Top Questions

Q. What is the secret to keeping squirrels and raccoons out of my suet?

Luckily, squirrels don’t tend to take to suet as often as they do sunflower but we do get the occassional report. The real problem tends to be with the “night shift”. Many people simply take their suet feeders in at night. While this very effective, it only takes forgetting it once that leads to a trip down to the edge of the woods to retrieve the feeder. The simplest solution that I have found is Hot Pepper Suet. No, it doesn’t hurt the birds and they will eat it just as well as many of the other formulas.

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Q. What is the proper sugar to water ratio for hummingbirds?

Another of our more common spring questions, the ration is 4 parts water to 1 part sugar. There are many people out there that will use 3 to 1 and even 2 to 1. According to the North American Hummingbird Society who has sponsored numerous studies on the topic, 4 to 1 is the best ratio for the birds. The issue in most cases is water. The stronger the sugar mix, the more water the hummingbirds have to take in to break it down. This means more time traveling to and from dependable water sources and wasted energy for the birds.

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Q. Should I pick up a baby bird?

This depends. If you are picking the bird up to place it back into a nest or putting it up on a limb so that a dog or cat can’t get to it - YES. Birds have terrible senses of smell and do not care about human scent. If you are picking it up to take it to somewhere else, the answer is NO. Most baby birds that are on the ground are very close to being on their own and they generally need only a few more bugs or worms from the adults to make it. Too often people pick them up and take them to a vet or nature center while mom and dad birds are going nuts looking for their baby.

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Q.Why is a cardinal/robin/bluebird banging repeatedly against my windows?

I know this is not new for many of you, but it is easily the most frequently asked question each spring. It is also the same reason the woodpeckers drum on your downspouts and/or flashing around your fireplace. Plain and simple it is “love”. The birds banging into your window repeatedly are seeing their reflection and think it is an intrudor in their territory. He or she is doing its best to run this freeloader off. The only guaranteed solution is to cover the window on the outside for the next few weeks (nesting season).

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Q. When should I have my bluebird boxes up?

Last year was an incredible year for early bluebirds. Typically they do not start nesting until April, sometimes late April. Will we see eggs again in March like some landlords did? I recommend each year to have your boxes up and cleaned by late February no matter the weather. Bluebirds will start their pair bonding then and start checking out potential nesting sights. We often see them taking a few sprigs of grass into the box that gets us really excited but it is much too early for them to be laying eggs now. Be patient and remember they generally nest 3 times per season.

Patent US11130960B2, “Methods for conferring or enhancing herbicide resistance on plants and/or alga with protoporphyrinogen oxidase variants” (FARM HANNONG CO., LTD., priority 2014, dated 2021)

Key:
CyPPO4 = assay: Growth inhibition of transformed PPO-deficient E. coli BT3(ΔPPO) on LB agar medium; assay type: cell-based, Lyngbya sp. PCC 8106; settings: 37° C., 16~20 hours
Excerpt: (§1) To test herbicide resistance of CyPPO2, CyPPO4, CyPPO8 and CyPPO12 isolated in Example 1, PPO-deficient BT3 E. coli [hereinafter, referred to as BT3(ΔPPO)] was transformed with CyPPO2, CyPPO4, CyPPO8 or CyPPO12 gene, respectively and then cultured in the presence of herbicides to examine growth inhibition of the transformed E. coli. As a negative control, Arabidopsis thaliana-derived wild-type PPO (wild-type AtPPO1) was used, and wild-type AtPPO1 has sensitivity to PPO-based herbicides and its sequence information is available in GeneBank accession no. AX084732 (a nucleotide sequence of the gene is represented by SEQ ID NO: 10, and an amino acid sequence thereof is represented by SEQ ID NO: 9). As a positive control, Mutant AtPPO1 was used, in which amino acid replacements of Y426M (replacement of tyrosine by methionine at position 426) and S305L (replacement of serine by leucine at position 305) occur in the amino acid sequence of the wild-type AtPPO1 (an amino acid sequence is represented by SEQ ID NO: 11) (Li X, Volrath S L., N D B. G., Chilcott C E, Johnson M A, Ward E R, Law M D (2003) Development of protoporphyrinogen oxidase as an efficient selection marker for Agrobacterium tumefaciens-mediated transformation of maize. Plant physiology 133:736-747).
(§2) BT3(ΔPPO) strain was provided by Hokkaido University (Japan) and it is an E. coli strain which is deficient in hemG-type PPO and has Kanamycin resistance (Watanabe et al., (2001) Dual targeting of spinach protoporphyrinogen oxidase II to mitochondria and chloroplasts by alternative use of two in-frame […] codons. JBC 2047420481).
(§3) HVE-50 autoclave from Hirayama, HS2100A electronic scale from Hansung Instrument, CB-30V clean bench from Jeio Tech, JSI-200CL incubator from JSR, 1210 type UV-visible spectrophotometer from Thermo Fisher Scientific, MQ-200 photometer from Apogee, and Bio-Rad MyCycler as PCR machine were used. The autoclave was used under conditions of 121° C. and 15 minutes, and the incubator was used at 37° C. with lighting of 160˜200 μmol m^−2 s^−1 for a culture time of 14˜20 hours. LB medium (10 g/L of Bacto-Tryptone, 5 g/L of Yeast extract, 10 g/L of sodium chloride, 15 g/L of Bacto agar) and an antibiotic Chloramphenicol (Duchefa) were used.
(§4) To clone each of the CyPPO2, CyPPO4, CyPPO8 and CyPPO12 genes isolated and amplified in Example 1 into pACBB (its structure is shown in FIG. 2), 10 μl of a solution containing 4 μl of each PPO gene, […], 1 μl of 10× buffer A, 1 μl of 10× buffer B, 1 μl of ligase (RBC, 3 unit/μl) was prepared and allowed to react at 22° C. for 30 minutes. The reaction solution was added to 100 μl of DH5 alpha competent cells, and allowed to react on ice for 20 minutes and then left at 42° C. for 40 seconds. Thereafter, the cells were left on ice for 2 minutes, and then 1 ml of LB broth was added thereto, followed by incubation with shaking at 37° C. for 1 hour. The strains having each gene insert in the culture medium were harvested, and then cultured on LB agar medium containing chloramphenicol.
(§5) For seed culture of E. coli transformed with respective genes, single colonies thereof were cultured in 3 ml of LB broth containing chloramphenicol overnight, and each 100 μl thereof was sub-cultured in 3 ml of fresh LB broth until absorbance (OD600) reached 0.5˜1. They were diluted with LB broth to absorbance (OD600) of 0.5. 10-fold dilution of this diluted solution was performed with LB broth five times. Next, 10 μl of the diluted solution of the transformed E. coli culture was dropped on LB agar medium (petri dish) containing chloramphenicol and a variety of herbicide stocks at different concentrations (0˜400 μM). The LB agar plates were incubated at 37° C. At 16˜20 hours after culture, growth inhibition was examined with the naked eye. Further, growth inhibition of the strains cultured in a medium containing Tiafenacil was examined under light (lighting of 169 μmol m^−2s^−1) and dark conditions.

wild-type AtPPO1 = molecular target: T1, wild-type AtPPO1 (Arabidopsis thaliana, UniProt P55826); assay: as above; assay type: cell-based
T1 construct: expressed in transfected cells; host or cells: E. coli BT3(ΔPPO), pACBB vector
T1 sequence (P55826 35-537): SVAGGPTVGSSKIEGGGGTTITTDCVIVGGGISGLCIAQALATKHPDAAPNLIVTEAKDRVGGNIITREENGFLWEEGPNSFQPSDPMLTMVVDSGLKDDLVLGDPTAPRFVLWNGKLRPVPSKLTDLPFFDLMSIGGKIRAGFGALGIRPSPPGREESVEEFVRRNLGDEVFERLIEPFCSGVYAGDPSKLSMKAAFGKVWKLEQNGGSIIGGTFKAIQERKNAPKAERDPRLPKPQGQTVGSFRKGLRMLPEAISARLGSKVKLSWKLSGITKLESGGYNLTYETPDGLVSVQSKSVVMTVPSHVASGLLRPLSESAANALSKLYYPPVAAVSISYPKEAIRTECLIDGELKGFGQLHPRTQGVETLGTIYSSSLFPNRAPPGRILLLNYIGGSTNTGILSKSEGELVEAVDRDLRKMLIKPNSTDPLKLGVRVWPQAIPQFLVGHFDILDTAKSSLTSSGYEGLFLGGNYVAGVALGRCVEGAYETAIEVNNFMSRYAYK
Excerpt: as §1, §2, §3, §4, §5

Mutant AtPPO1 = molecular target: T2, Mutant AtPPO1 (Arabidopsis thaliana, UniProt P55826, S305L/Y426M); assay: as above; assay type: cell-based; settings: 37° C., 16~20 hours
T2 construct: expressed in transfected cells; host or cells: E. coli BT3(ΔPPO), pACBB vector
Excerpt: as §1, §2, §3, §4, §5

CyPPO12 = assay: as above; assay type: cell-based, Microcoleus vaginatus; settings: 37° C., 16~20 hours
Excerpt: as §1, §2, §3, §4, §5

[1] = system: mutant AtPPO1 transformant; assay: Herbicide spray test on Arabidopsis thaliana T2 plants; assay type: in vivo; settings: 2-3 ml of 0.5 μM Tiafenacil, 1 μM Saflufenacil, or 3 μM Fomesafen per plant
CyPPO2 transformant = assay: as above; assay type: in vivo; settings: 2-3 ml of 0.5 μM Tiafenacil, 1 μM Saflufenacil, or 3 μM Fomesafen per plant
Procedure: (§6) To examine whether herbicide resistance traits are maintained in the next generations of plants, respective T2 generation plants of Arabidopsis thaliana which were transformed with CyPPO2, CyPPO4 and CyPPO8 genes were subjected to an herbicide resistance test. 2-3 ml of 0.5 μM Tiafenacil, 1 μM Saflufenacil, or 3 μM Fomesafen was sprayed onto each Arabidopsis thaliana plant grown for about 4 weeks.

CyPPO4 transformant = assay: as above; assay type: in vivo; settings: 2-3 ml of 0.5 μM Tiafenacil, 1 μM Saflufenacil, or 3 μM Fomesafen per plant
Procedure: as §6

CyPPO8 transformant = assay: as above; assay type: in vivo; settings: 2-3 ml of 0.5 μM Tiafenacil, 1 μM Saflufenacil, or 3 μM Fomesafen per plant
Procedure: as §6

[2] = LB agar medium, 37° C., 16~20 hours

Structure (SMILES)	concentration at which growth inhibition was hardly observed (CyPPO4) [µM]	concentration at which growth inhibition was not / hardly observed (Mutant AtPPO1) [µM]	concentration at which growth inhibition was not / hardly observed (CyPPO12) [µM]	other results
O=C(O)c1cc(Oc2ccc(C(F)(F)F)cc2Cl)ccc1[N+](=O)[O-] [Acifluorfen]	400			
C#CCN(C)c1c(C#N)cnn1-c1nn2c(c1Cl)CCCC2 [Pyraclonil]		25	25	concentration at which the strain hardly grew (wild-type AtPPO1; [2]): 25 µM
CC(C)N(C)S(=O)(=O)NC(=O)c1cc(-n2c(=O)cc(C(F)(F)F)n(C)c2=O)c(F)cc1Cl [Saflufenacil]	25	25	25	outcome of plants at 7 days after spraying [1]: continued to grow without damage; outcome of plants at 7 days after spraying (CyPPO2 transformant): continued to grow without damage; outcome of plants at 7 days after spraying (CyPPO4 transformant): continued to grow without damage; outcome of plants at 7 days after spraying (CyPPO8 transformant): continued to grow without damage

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Q. Does anything eat Safflower?

I still chuckle when people say “nothing eats that stuff”. If that is the case, it is dissappearing by the thousands of pounds each year from feeders in our area because it is only second in sales to Black Oil Sunflower. It is true that less birds like Safflower, but this is considered a good things by most. It is the less desirable birds like House Sparrows, Common Grackle and Brown-headed Cowbirds that tend not to like it (not to mention squirrels).

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Q. What is best method for cleaning my bird feeders?

That is a very timely topic. Many people like to clean their feeders up at the end of the hot summer season in preperation for the “official” feeding season. First I make sure the feeders are empty, then soak them in plain water for about 30 mnutes. I then wash them in a liquid detergent (Dawn). I have a couple of different brushes I use and depending on the degree of “filth”, I may take the feeder completely apart for this. After thoroughly rinsing all the parts, I spray my feeders down with a 10% bleach solution to kill any bacteria that may have survived the cleaning.

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Q. Are there fewer hummingbirds than normal this year? (FALL 2014)

It is amazing how this question gets asked each year. Two customers will come in bragging about how many hummingbirds they have and the next will want to know if the population has crashed because they are not seeing any. It is hard to know and the people who are not seeing them are rarely comforted by any answer I give them. As with the question above, I really think that hummingbirds have done quite well this summer but I think that the wet conditions have led to bountiful wildflowers and landscaping.

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